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The Renewed Mind Is The Key

Posted: January 25th, 2011 | Author: | Filed under: Uncategorized | Comments Off on The Renewed Mind Is The Key

Update: “It’s Pronounced Boner”

Posted: November 14th, 2010 | Author: | Filed under: Uncategorized | Comments Off on Update: “It’s Pronounced Boner”

As you all know, “It’s Pronounced Boner”, in addition to being a correct statement is also a Google ad supported by schwag.  We sell products that spread “It’s pronounced Boner” to fund a marketing campaign to spread “It’s Pronounced Boner”.  So where are we a month and a half from the start of said boner bash?


See if you can tell from our Google Analytics when the ad went up:

To date, our social media totals are 11 Tweets, 47 Likes and 2 Buzzes. We don’t seem to be anywhere near the top of the search results for “Boehner Pronunciation” which is upsetting.  But it looks like the Boner mousepad is the first hit for “It’s Pronounced Boner” and the page is fifth.


So far the adword campaign has cost $89 and the commissions from the store total $48, so we’re $41 from true sustainaboehnerbility.

What’s Next?

In light of our favorite Boner’s promotion I’m going to put up the ad again.  I will also make it easy to embed the faux google ad on your own website, because everyone wants to do that.  Finally I propose a comment spam campaign correcting/informing people of the proper pronunciation and linking to the site.


Posted: November 5th, 2010 | Author: | Filed under: Uncategorized | 1 Comment »

WAAAHHH!  I’m Brian Peppers Boehner and no one posts here but me!  WAAAAHHHH!  I refuse to continue everyone’s favorite feature just because it looks silly to have them all in a row with no other posts in between.


Fam Din 11/3/10

Posted: November 5th, 2010 | Author: | Filed under: Uncategorized | Comments Off on Fam Din 11/3/10


Balthazar Cream of Mushroom Soup
Adapted from The Balthazar Cookbook

1 ounce dried mushrooms (porcini, morels, or shitakes)
1/2 cup olive oil
2 sprigs of rosemary
4 sprigs of sage
1 large yellow onion, peeled and thinly sliced
3 garlic cloves, peeled and thinly sliced
1 1/2 teaspoons salt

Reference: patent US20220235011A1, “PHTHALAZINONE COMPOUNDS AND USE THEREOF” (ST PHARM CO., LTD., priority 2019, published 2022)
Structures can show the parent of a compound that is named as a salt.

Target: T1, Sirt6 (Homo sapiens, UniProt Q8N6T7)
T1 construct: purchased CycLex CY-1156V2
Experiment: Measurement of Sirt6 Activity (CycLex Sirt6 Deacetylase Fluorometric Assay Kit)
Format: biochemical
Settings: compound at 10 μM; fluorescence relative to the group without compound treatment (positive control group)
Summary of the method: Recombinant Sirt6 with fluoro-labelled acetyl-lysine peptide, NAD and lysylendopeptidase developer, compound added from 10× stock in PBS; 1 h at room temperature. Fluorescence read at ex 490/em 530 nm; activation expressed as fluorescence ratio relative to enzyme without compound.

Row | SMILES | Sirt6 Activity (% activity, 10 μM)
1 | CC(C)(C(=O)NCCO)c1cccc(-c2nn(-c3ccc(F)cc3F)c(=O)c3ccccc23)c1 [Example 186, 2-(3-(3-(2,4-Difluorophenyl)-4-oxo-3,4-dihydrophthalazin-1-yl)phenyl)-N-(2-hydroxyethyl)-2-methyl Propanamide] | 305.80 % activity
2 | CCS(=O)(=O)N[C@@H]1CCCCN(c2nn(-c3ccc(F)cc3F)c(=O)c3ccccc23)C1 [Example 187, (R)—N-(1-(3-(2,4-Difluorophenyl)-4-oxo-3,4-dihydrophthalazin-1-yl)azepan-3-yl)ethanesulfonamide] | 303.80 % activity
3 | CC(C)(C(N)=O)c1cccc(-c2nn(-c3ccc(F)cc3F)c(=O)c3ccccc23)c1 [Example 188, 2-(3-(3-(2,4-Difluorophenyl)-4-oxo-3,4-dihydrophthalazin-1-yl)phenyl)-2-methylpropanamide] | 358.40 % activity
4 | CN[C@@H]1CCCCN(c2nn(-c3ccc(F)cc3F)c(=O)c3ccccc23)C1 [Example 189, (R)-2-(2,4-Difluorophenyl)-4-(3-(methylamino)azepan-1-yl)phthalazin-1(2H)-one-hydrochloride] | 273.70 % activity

1/4 tsp freshly ground white pepper
1 pound white button mushrooms, cleaned and thinly sliced
1 pound shitake mushrooms stemmed, cleaned and thinly sliced
6 cups chicken stock or water
1 cup heavy cream
2 tablespoons unsalted butter

1. Soak the dry mushrooms in 1 cup of warm water for 20 to 30 minutes, until plump.

2. Strain the soaking liquid through a coffee filter to remove grit and reserve, along with the reconstituted mushrooms, until needed.

3. Heat the olive oil in a large pot over a medium flame. Bundle the rosemary and sage together and tie with kitchen twine. When the oil is hot, add the herb bundle and sizzle for a few minutes on both sides to infuse the oil.

4. Add the onion, garlic, salt and pepper and cook for 5 minutes, until the onion is soft and translucent but not brown.

5. Turn the flame to high and add the white mushrooms and shitakes.

6. Cook for 10 minutes, during which the mushrooms will give off their liquid (which should evaporate quickly due to the high heat) and deflate significantly. Stir occasionally.

7. Add the chicken stock and the dried mushrooms along with the soaking water.

8. Simmer for 30 minutes. Remove the herbs, then add the cream and butter. Working in batches, puree the soup in a blender until smooth. Return to the pot and keep at a very low simmer until ready to serve.

Elissa’s Adjustments:

I changed up the mushroom content, for a couple of reasons – shitakes for 15 people are expensive, and my usual porcini vendor only had about half as much as the recipe times 2.5 called for.  So!  Oh yeah, I checked the book this came out of online, and while I couldn’t look at this recipe, all the other recipes in the book fed 6 (hheeeeyyyy amazon’s look inside feature!).  So I assumed that was a the serving size for this recipe as well.  And then I multiplied it by 2.5 to feed all you crazies.

So I went with 2.5 lbs white button, 1.5 lbs crimini, 1 lb shitake and 1.5 oz dried porcini.

I didn’t have kitchen twine so I sizzled the herbs in the oil and then took them out.

I halved the cream and I didn’t puree the soup completely, just mostly.



Spicy Squash Salad with Lentils and Goat Cheese
Adapted from Bon Appetit

If you’d like to toast the seeds, simply clean them off, rinse and pat them dry and toast them in the oven on an oiled baking sheet, sprinkled with salt. But this comes with a warning: they like to pop, seemingly more than regular pumpkin seeds do, or maybe it’s just my bad luck. I suspect if you let them dry out for a day first, they wouldn’t, but who has that kind of patience?

Serves 6 as an appetizer, 3 as a main

3/4 cup black or green lentils
6 cups peeled, seeded and cubed butternut squash or sugar pumpkin (1-inch cubes) (from about a 2-poudn squash)
3 tablespoons olive oil, divided
1 teaspoon ground cumin
1 teaspoon hot smoked Spanish paprika*
1/2 teaspoon coarse salt
4 cups baby arugula (I skipped this)
1 cup soft crumbled goat cheese